Very few people have it. Luis Vasquez of (the Soft Moon) has it. Anthony Gonzalez (M83) had it. One would think Springfield, Missouri, to be an unlikely place to find it. But rest assured that Seth Goodwin and Mark Gillenwaters of Kudzu fucking got it!
I would say that as of right now, those four names are the only legitimate makers of authentic sounds that come from a previous generation. They are the four "keys" to let's say, a spiderweb congested tomb hidden away from undeserving eyes deep beneath the Kudzu; a tomb you can escape to that's full of vinyl records and tapes where you can reminisce your aging hippocampus away into a coma.
All of the musical comparisons that Kudzu has been hampered with against other bands are appropriate, such as Public Image Ltd., The Damned, and Gang of Four. In their "Defeated" release, you can hear the Johnny Lydon-styled vocals on a track such as its title track.
This being their third release, two things are likely. One being that the Springfield-based duo is by design showing that they know their way through various pivotal influences and musical styles of the 20th Century or, even more likely, that this is their third-time's-a-charm moment where they've finally found their sound.
The initial reason for why that's more likely is the sense that "Defeated" was created through a burst of frustrated inspiration.
Kudzu's 'Defeated', a better escape plan than paint huffing!
Kudzu doesn't need to distort their narrative. That's why god made paper bags to huff paint out of and you've got to take a really deep huff if you want to Escape From Springfield.
Dammit. Someone get me John Carpenter!
But this next revolution of Goodwin and Gillenwaters means that Kudzu's music provides a much healthier escape and/or, a reason to stay than paint huffing.
I'd like to contribute to the chance that Kudzu finds Springfield is a miserable place. I know that feeling myself about a certain phase in my city, only too well before I found that it was purely subjective.
The True Source of Kudzu's 'Frustration' and 'Disenchantment'
Because some of the early articles about "Defeated" about these guys appear to center around the notion that they were frustrated and disappointed in their local DIY music scene.
In fact, according to one of the first articles published on this Springfield, Missouri duo's 9-track release this year, Goodwin says:
"A lot of these songs come from a place of disenchantment with punk and “diy” scenes I’ve dedicated too much time to and the resulting dissociation as I’ve continued to have involvement in those scenes."
Gillenwaters also weighs-in in The Big Takeover article saying:
"While we were working on new material, I drew inspiration from the petty frustrations of everyday life and the stark reality of life in the Ozarks. I feel like there is a type of alienation that you can harbor in a place like this that lends it’s self to bleak music. I like to treat lyrics as more emotional than literal so some lyrics might not make sense but still convey the emotion I’m trying to present."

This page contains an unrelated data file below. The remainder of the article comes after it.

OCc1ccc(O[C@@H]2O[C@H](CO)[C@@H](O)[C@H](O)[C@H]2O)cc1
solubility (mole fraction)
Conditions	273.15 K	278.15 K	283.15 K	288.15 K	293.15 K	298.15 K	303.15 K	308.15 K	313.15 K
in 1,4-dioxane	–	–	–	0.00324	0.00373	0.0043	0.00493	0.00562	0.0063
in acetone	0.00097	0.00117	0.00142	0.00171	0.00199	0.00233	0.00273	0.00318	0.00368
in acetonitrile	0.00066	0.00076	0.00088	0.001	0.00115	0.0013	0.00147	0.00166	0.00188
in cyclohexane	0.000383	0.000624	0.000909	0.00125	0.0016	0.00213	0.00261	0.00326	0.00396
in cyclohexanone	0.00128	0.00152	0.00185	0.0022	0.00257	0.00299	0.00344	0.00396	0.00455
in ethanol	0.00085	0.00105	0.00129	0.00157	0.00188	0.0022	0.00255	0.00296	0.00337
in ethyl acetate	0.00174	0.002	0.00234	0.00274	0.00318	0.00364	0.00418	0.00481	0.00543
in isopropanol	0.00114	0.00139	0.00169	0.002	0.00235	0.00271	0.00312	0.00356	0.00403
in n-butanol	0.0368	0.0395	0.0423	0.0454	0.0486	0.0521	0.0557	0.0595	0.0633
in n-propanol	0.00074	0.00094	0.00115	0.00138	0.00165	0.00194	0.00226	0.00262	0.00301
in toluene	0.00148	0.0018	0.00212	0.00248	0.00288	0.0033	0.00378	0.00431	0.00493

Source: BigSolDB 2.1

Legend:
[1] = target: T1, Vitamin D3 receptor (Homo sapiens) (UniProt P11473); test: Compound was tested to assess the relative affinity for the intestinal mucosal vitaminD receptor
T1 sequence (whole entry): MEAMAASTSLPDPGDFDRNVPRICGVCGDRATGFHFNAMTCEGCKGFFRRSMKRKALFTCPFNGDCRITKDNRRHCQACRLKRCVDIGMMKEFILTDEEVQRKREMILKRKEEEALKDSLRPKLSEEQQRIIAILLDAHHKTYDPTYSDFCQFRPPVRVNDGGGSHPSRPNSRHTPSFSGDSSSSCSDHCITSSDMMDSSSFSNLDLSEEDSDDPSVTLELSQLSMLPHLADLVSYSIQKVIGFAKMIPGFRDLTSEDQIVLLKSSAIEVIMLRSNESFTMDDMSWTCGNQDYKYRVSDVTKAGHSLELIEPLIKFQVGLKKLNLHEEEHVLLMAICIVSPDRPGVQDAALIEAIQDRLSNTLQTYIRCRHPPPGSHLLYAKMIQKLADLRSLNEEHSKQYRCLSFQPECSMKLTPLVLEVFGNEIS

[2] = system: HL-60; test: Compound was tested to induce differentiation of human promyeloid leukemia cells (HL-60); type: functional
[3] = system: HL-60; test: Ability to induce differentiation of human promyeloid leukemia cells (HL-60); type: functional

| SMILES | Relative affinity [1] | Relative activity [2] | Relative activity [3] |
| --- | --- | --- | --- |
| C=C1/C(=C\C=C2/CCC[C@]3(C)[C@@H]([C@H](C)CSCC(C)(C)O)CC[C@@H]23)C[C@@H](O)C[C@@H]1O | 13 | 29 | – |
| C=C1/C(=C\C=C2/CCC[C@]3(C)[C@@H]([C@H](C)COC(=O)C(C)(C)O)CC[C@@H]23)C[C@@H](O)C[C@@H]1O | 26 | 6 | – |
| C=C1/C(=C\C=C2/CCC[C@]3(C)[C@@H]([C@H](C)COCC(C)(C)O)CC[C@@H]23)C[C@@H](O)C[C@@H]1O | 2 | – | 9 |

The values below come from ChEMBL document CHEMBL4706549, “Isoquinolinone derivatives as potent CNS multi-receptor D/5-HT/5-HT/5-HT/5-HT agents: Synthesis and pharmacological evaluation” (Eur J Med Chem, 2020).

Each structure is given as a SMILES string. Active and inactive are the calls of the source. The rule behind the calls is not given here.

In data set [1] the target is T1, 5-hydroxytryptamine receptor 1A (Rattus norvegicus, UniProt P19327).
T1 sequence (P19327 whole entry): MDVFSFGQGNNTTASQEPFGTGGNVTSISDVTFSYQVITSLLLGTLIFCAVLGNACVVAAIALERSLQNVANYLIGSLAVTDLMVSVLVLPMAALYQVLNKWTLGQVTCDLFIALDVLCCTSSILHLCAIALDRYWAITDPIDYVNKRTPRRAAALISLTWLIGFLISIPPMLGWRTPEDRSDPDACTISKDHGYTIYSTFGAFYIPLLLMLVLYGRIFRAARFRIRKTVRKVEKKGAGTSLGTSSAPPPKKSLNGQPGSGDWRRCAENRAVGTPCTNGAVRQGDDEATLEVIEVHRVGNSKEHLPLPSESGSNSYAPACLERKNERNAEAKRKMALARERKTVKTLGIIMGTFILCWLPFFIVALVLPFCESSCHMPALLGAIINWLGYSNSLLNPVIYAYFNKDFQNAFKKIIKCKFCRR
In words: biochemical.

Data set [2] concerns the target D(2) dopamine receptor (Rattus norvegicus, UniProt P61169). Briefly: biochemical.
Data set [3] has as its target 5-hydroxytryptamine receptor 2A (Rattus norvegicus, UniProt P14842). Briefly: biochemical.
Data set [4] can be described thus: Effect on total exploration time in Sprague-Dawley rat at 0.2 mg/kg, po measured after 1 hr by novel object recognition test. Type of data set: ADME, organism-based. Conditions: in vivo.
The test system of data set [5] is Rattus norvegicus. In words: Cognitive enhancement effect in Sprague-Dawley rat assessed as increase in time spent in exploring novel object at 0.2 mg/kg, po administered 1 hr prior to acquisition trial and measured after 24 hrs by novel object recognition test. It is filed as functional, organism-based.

Unfortunately, one lazy writer after the first only ran with the quotes and either didn't go enough out of their way to reveal specifics or just wrote around it.
So, we decided to ask them ourselves.
So far, most of what's been said about your new release is that it was created by your frustration and/or disenchantment with the punk and DIY scenes. What kind of mutiny is this and why shouldn't "Luther" be driving around hunting you down, clanking three bottles together calling for you to "come out to plaaaay?"
Hahaha. . . we wouldn't call it a mutiny personally. Neither of us would be playing music today if it weren't for DIY spaces, and we still love playing in DIY venues. We were pretty blindsided when confronted with unchecked abuses in the DIY community and felt compelled to examine those power structures. We have seen countless men use their allyship to exploit women and marginalized people for their own gratification. On some levels, DIY communities are great at dealing with this kind of thing, but we think it's important to never stop listening to individuals who have been victimized and to look out for each other.
Whoa. That's certainly concerning. And while we weren't seeking to find the solution to that problem, I did wonder if perhaps because of the duo's spiteful drive behind the concept of their new album, if they saw it as a catalyst to improving the problems in their scene.
I believe that feelings about things like this tend to change after a while. Do you think that perhaps the drive behind making "Defeated" about that frustration over your DIY scene is just what is needed to contribute to its improvement? I imagine since this is bound to be such a profoundly successful release that it will turn things around by leaps and bounds?
We didn't set out writing this record with a goal of changing anything or with a goal in mind at all really. We just love making music and we love playing shows so most of our ideas come from that place. We are a product of our environment more than a force trying to change it.
"Defeated" into a new direction
To me, Kudzu is the "Abel Ferrara" of the DIY music scene, the "Bad Lieutenants" of Springfield. They're hitting all the right notes but on their own terms and they don't mind gritty settings as they've clearly wrangled their way through the DIY trenches to carve out their own niche.
At least that's how the sound of the album and the duo's approach to it translate to me.
You have no choice and given no chance to break Kudzu down when they throw the opening track "Some Cop" at you from the get-go sounding like Ministry's trashing loin-ripper "Jesus Built My Hotrod" from back in 1992.
Yes, the comparison is warranted, just as those made with P.I.L and The Damned. As you might know from our previous reviews, I have a special place in my heart for Red Lorry, Yellow Lorry, which tends to possess the duo in tracks such as in the track "Sleep in Disguise".